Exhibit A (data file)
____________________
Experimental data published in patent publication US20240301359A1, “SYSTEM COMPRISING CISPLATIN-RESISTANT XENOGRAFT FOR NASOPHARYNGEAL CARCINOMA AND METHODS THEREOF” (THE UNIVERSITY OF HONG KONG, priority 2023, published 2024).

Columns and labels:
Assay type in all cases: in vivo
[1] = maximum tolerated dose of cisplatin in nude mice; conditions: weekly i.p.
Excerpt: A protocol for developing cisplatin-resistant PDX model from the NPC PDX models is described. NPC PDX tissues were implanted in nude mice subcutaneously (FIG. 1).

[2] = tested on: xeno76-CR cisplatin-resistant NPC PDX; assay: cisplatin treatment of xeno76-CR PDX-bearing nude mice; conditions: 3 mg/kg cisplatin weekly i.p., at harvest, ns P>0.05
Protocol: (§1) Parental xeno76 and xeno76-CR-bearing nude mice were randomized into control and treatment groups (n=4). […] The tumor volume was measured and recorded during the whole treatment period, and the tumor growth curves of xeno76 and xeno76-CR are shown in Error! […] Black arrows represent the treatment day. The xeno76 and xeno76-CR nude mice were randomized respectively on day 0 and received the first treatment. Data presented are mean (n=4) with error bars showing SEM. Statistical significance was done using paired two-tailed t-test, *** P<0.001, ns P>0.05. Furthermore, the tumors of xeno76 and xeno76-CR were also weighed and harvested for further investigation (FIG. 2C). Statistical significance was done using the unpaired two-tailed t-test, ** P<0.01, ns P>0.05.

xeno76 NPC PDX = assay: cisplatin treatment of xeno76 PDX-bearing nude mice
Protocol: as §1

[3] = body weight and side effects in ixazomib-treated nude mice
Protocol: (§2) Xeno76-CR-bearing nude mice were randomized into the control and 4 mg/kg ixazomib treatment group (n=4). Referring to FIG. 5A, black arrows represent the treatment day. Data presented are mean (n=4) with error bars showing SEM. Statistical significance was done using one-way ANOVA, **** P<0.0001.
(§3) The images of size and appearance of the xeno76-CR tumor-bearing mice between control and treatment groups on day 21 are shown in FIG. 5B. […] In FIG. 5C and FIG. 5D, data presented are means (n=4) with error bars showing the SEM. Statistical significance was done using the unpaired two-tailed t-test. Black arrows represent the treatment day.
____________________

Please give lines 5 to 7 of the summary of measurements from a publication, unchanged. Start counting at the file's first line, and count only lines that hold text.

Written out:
Excerpt: A protocol for developing cisplatin-resistant PDX model from the NPC PDX models is described. NPC PDX tissues were implanted in nude mice subcutaneously (FIG. 1).

[2] = tested on: xeno76-CR cisplatin-resistant NPC PDX; assay: cisplatin treatment of xeno76-CR PDX-bearing nude mice; conditions: 3 mg/kg cisplatin weekly i.p., at harvest, ns P>0.05
Protocol: (§1) Parental xeno76 and xeno76-CR-bearing nude mice were randomized into control and treatment groups (n=4). […] The tumor volume was measured and recorded during the whole treatment period, and the tumor growth curves of xeno76 and xeno76-CR are shown in Error! […] Black arrows represent the treatment day. The xeno76 and xeno76-CR nude mice were randomized respectively on day 0 and received the first treatment. Data presented are mean (n=4) with error bars showing SEM. Statistical significance was done using paired two-tailed t-test, *** P<0.001, ns P>0.05. Furthermore, the tumors of xeno76 and xeno76-CR were also weighed and harvested for further investigation (FIG. 2C). Statistical significance was done using the unpaired two-tailed t-test, ** P<0.01, ns P>0.05.